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France Is Shutting Down The 'Jungle' Migrant Camp Once And For All

On Monday, French authorities started evicting the thousands of refugees who call the camp home.

By Briana Altergott | October 24, 2016

After months of planning, France has taken the first steps to shut down the "Jungle" migrant camp in Calais.

On Monday, French authorities began processing the thousands of refugees who call the camp home. 

From there, they will be transported by bus to reception centers around the country where they can apply for asylum.

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Sixty buses carrying 50 refugees each were scheduled to leave the Jungle on Monday. Another 45 buses will arrive Tuesday, and 40 more are expected to pick up the remaining migrants Wednesday.

And officials aren't wasting any time getting the demolition started. Local media report the camp will be leveled in a weeklong operation starting Tuesday.

SEE MORE: Why Are We Still Calling This Migrant Camp 'The Jungle'?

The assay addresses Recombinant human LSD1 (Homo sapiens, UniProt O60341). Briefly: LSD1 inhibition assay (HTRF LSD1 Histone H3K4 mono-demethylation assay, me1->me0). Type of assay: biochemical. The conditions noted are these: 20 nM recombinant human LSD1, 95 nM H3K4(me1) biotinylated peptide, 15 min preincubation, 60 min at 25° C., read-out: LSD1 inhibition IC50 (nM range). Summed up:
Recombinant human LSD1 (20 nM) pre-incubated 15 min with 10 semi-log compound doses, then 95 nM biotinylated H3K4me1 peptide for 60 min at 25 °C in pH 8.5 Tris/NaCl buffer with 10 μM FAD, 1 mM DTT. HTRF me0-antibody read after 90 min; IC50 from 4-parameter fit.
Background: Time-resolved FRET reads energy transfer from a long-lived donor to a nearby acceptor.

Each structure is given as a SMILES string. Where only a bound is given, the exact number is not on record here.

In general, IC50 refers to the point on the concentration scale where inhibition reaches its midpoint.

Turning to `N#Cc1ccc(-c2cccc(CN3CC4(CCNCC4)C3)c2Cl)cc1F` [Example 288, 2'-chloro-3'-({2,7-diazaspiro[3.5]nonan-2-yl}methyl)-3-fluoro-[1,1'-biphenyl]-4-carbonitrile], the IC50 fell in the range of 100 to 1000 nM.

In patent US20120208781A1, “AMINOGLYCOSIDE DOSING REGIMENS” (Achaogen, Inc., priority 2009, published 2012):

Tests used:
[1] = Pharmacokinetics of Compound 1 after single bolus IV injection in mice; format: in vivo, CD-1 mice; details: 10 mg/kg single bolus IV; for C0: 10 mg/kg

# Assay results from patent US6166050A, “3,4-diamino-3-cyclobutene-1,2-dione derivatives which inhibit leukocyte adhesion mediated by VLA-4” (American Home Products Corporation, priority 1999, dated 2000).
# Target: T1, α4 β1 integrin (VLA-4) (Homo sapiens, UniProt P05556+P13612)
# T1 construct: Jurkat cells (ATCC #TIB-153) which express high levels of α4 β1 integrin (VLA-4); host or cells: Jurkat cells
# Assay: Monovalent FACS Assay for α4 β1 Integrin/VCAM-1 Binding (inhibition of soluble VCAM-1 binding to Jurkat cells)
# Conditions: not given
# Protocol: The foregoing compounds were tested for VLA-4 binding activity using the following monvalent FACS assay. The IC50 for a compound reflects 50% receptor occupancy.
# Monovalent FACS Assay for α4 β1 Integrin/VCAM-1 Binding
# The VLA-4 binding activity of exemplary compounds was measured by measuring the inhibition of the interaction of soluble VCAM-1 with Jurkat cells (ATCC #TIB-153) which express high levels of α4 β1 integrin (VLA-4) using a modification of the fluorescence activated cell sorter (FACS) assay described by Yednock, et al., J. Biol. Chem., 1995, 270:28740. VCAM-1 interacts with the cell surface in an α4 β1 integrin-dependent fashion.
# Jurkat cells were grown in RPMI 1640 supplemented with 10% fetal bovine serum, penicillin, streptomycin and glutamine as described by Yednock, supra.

French authorities tore down part of the Jungle back in March.

More than 1,000 French police officers have been carefully monitoring the operation since it began. Clashes erupted just hours before the evacuation was scheduled to begin. 

The situation appeared calm come morning, but officials warn tensions could rise again once demolition begins.

Between 6,000 and 8,000 migrants have set up tents in the Jungle during the past 18 months. Refugees from all over the world have flocked to the camp in the hopes of crossing over into the U.K. by jumping onto unsuspecting trucks heading into the country.

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